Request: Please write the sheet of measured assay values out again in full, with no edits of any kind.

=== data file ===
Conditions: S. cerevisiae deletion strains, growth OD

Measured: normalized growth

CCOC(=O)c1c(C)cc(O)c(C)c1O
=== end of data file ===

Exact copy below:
Conditions: S. cerevisiae deletion strains, growth OD

Measured: normalized growth

CCOC(=O)c1c(C)cc(O)c(C)c1O